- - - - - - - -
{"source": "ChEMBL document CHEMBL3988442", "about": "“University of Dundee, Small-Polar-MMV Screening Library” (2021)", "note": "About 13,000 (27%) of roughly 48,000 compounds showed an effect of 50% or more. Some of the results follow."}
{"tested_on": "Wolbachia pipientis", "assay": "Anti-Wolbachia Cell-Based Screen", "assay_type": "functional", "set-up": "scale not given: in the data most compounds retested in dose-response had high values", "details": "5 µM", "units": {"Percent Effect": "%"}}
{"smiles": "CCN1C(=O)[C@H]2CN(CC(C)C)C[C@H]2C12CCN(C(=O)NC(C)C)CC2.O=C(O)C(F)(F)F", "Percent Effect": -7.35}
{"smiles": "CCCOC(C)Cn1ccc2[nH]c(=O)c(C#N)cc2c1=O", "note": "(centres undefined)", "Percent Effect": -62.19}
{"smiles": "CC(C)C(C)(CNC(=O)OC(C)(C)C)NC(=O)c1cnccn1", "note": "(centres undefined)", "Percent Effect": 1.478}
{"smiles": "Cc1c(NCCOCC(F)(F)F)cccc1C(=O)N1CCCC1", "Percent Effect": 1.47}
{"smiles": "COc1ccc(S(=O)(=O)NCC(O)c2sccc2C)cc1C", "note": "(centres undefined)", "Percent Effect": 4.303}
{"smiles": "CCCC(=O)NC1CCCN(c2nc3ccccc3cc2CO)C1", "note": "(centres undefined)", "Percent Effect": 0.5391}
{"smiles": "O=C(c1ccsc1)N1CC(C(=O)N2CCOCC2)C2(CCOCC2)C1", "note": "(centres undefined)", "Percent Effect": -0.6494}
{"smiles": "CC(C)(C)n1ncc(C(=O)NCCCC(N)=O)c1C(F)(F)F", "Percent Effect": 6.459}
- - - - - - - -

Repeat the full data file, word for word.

{"source": "ChEMBL document CHEMBL3988442", "about": "“University of Dundee, Small-Polar-MMV Screening Library” (2021)", "note": "About 13,000 (27%) of roughly 48,000 compounds showed an effect of 50% or more. Some of the results follow."}
{"tested_on": "Wolbachia pipientis", "assay": "Anti-Wolbachia Cell-Based Screen", "assay_type": "functional", "set-up": "scale not given: in the data most compounds retested in dose-response had high values", "details": "5 µM", "units": {"Percent Effect": "%"}}
{"smiles": "CCN1C(=O)[C@H]2CN(CC(C)C)C[C@H]2C12CCN(C(=O)NC(C)C)CC2.O=C(O)C(F)(F)F", "Percent Effect": -7.35}
{"smiles": "CCCOC(C)Cn1ccc2[nH]c(=O)c(C#N)cc2c1=O", "note": "(centres undefined)", "Percent Effect": -62.19}
{"smiles": "CC(C)C(C)(CNC(=O)OC(C)(C)C)NC(=O)c1cnccn1", "note": "(centres undefined)", "Percent Effect": 1.478}
{"smiles": "Cc1c(NCCOCC(F)(F)F)cccc1C(=O)N1CCCC1", "Percent Effect": 1.47}
{"smiles": "COc1ccc(S(=O)(=O)NCC(O)c2sccc2C)cc1C", "note": "(centres undefined)", "Percent Effect": 4.303}
{"smiles": "CCCC(=O)NC1CCCN(c2nc3ccccc3cc2CO)C1", "note": "(centres undefined)", "Percent Effect": 0.5391}
{"smiles": "O=C(c1ccsc1)N1CC(C(=O)N2CCOCC2)C2(CCOCC2)C1", "note": "(centres undefined)", "Percent Effect": -0.6494}
{"smiles": "CC(C)(C)n1ncc(C(=O)NCCCC(N)=O)c1C(F)(F)F", "Percent Effect": 6.459}